You signed in with another tab or window. Reload to refresh your session.You signed out in another tab or window. Reload to refresh your session.You switched accounts on another tab or window. Reload to refresh your session.Dismiss alert
I've seen people break their project with a go get -u in various forums. It does seem that the main culprits for leaving projects in a broken state are either due to v0 packages or unversioned packages.
go get -u bumps the minor&patch release, which is only safe to do on v1+ packages based on the recommendations.
My proposal is to make go get -u default behaviour for v0 packages only to bump patch release. That way go get -u would become less problematic.
If the old behaviour is still desirable, something like go get -u=minor can be used.
At the moment I'm unable to think of any significant downsides with this approach; other than go get -u not bumping minor releases on golang.org/x packages. And of course go get -u logic becoming more complex.
might this break tools such as go-mod-upgrade and not least the vscode go that doesn't know about changes in the go get behavior? Also, from my own experience there are two sides to the v0 coin: as there never was any guidance from the go project on v0 minor handling, quite some deps I work with are bumping the minor on new features, not necessarily API breaks. This proposal would create more friction for users of these modules. The UX would get more complex by first breaking existing tools and then "fixing" it by adding more options, and thus complexity.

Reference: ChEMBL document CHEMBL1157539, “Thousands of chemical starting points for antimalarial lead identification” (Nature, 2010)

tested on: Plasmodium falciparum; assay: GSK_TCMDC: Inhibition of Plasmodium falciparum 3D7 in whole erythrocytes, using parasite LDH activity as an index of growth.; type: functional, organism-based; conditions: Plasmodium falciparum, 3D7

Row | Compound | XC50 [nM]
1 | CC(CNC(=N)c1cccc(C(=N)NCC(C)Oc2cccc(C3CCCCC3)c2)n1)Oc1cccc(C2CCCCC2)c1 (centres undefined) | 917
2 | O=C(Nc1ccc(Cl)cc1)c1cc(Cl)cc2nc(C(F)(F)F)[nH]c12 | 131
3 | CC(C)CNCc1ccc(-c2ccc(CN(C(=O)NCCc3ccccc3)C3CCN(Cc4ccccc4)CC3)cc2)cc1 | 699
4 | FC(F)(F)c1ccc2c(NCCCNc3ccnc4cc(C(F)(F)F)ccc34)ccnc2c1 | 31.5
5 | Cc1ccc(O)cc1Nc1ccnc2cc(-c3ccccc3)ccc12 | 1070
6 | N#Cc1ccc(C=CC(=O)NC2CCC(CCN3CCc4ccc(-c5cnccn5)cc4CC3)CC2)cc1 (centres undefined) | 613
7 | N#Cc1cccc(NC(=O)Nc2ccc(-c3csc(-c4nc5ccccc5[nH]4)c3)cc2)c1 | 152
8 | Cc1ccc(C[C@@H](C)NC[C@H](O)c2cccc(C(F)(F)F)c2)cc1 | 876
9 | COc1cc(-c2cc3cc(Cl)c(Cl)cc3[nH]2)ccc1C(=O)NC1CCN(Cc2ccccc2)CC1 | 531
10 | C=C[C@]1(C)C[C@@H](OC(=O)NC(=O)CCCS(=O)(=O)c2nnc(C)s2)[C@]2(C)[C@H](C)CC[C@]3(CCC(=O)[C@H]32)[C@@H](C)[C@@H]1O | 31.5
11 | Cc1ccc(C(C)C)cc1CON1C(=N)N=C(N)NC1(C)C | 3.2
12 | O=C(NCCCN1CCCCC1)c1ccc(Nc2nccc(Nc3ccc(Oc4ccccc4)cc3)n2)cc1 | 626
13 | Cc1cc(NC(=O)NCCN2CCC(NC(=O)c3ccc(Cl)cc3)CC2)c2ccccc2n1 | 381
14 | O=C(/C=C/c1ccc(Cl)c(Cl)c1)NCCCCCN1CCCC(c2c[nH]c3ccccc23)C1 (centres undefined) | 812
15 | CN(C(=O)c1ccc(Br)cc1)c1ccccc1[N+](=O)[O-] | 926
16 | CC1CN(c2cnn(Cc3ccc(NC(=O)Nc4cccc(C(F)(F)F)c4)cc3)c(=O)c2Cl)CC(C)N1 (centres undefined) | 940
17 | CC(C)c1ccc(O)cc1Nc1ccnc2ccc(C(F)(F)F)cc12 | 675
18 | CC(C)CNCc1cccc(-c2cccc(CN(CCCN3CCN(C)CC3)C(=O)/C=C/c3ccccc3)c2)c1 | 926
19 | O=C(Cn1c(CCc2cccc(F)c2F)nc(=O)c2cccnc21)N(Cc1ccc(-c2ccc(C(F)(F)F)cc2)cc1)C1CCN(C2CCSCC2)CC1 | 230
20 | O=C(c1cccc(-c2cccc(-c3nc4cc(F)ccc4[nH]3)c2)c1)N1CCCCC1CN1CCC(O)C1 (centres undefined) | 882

Doing a quick skim of go-mod-upgrade code, it doesn't look like such a change would break it; but I didn't do a deep analysis. It does a go list -u -m all to figure out what can be updated and then uses go get -d for every module to do a specific upgrade.
Also, from my own experience there are two sides to the v0 coin: as there never was any guidance from the go project on v0 minor handling...
If you add to the public API, make a breaking change to a v0 module, or upgrade the minor or version of one of your dependencies, increment the MINOR version for your next release. For example, the next release after v0.1.0 would be v0.2.0.
If you fix a bug in an existing version, increment the PATCH version. For example, the next release after v0.1.0 would be v0.1.1.
This proposal would create more friction for users of these modules.
I do agree with that, which is why I mentioned things like golang.org/x.